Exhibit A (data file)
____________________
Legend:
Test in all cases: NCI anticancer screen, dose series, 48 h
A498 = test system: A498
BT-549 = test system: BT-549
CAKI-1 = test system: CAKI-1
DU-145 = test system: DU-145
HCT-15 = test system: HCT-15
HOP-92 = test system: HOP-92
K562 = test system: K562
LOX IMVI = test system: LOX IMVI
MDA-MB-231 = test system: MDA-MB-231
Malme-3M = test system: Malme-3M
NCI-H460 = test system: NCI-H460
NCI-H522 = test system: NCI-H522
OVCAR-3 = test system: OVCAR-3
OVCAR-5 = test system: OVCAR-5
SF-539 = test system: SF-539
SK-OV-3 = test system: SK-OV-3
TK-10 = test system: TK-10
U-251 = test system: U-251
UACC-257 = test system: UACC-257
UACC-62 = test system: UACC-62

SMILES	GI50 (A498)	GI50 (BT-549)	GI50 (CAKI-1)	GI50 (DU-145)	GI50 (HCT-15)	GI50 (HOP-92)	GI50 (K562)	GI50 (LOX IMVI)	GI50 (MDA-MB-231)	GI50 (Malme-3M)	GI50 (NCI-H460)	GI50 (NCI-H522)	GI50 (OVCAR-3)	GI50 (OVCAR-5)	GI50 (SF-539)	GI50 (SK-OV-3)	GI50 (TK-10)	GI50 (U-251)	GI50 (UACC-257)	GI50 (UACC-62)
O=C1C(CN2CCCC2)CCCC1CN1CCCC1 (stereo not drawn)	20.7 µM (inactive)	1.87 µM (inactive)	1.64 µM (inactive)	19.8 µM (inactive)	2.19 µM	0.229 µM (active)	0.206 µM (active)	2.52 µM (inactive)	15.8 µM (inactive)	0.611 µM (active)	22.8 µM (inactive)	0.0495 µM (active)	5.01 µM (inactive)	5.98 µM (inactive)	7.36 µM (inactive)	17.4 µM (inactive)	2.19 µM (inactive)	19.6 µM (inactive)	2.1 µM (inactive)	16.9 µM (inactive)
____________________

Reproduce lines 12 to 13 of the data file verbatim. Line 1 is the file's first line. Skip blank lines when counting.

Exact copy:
Malme-3M = test system: Malme-3M
NCI-H460 = test system: NCI-H460